Modern Ithaca is generally identified with Homer's Ithaca, the home of Odysseus, whose delayed return to the island is the plot of the classical Greek tale the Odyssey. Etymology[edit] Although the name Ithaca has remained unchanged since ancient times, written documents of different periods also refer to the island by other names, such as: Val di Compare (Valley of the Bestman), Piccola (Small) Cephallonia, Anticephallonia (Middle Ages until the beginning of the Venetian period)Ithaki nisos (Greek for island), Thrakoniso, Thakou, Thiakou (Byzantine period)Thiaki (Byzantine and before the Venetian period)Teaki (Venetian period)Fiaki (Ottoman period) Triton. Triton commonly refers to: Triton may also refer to: Places[edit]

Neptune. Eighth and farthest planet from the Sun in the Solar System Like Jupiter and Saturn, Neptune's atmosphere is composed primarily of hydrogen and helium, along with traces of hydrocarbons and possibly nitrogen, though it contains a higher proportion of "ices" such as water, ammonia and methane.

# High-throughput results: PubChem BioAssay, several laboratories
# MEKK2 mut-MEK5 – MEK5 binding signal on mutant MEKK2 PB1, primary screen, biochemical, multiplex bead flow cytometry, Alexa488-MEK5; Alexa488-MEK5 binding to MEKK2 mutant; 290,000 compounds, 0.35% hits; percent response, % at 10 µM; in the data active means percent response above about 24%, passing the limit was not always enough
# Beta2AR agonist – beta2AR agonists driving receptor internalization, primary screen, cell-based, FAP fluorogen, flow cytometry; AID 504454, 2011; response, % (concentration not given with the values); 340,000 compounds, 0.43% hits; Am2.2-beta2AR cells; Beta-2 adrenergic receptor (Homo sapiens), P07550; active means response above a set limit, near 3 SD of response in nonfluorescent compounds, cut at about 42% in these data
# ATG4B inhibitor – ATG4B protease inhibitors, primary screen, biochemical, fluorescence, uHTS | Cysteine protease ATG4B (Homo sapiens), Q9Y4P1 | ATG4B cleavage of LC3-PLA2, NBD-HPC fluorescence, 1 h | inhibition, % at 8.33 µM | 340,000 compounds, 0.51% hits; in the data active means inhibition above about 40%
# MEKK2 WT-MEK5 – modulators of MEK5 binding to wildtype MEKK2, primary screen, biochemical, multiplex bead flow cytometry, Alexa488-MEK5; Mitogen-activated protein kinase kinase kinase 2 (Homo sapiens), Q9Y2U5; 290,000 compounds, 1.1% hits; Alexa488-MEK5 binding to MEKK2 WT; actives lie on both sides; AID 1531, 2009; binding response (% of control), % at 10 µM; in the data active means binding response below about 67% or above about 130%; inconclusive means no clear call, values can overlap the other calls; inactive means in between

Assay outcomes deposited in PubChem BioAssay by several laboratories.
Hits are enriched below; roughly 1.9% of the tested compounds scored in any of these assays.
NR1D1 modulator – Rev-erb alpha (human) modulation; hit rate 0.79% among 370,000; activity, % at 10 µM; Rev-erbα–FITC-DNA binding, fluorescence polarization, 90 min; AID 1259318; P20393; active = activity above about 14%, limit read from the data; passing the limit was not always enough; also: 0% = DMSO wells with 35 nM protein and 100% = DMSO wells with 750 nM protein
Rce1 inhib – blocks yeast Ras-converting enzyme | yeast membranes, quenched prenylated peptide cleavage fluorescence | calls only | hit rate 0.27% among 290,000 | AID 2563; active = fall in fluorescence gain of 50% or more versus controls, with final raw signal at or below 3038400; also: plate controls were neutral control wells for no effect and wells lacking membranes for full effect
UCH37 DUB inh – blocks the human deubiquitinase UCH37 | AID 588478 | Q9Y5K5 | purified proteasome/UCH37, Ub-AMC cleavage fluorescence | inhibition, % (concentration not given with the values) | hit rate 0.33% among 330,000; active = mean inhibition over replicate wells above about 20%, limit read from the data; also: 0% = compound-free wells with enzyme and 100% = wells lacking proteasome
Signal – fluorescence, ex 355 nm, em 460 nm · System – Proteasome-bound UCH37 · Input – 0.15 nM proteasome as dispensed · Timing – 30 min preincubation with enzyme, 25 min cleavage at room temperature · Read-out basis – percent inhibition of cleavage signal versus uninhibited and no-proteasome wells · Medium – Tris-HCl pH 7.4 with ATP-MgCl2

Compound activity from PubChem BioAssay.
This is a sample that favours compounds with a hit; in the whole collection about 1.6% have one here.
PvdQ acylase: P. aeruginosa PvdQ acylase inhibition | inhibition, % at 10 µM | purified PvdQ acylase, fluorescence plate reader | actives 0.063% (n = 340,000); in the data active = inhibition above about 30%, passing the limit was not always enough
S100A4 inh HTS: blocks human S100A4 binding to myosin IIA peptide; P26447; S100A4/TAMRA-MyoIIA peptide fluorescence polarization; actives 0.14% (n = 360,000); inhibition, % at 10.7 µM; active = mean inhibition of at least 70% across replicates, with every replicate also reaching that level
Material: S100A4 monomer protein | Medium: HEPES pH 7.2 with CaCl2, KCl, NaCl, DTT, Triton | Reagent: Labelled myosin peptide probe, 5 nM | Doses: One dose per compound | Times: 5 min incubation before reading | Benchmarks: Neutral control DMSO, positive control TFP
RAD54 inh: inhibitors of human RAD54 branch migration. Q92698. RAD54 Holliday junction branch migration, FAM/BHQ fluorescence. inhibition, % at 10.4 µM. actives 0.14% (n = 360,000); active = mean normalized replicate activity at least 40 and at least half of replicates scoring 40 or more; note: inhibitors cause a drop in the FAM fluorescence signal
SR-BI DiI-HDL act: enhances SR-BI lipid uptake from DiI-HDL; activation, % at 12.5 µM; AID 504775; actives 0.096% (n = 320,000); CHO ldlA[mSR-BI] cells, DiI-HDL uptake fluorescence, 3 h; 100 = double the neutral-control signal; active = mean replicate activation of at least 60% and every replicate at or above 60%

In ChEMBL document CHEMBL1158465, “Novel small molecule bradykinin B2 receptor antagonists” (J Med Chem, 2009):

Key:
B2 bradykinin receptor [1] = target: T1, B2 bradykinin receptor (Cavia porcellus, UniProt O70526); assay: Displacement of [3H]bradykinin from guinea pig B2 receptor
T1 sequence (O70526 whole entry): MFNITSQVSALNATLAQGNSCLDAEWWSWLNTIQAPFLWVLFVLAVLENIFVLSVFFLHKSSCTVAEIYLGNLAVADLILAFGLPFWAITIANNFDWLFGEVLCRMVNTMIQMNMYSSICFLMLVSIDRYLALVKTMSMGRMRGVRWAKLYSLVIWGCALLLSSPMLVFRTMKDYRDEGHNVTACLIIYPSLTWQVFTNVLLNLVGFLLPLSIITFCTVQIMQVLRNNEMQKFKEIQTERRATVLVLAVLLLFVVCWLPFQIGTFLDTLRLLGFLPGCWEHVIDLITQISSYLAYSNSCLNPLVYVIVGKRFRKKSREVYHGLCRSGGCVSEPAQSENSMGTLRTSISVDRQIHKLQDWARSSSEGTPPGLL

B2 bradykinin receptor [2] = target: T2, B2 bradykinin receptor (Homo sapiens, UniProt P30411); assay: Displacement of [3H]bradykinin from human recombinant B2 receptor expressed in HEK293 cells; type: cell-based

However, similar to Uranus, its interior is primarily composed of ices and rock;[15] Uranus and Neptune are normally considered "ice giants" to emphasise this distinction.[16] Traces of methane in the outermost regions in part account for the planet's blue appearance.[17] In contrast to the hazy, relatively featureless atmosphere of Uranus, Neptune's atmosphere has active and visible weather patterns. For example, at the time of the Voyager 2 flyby in 1989, the planet's southern hemisphere had a Great Dark Spot comparable to the Great Red Spot on Jupiter. History Discovery Naming. Tisiphone. Tisiphone (Ancient Greek: Τισιφόνη), or Tilphousia, was one of the three Erinyes or Furies. Her sisters were Alecto and Megaera.[1] She was the one who punished crimes of murder: parricide, fratricide and homicide.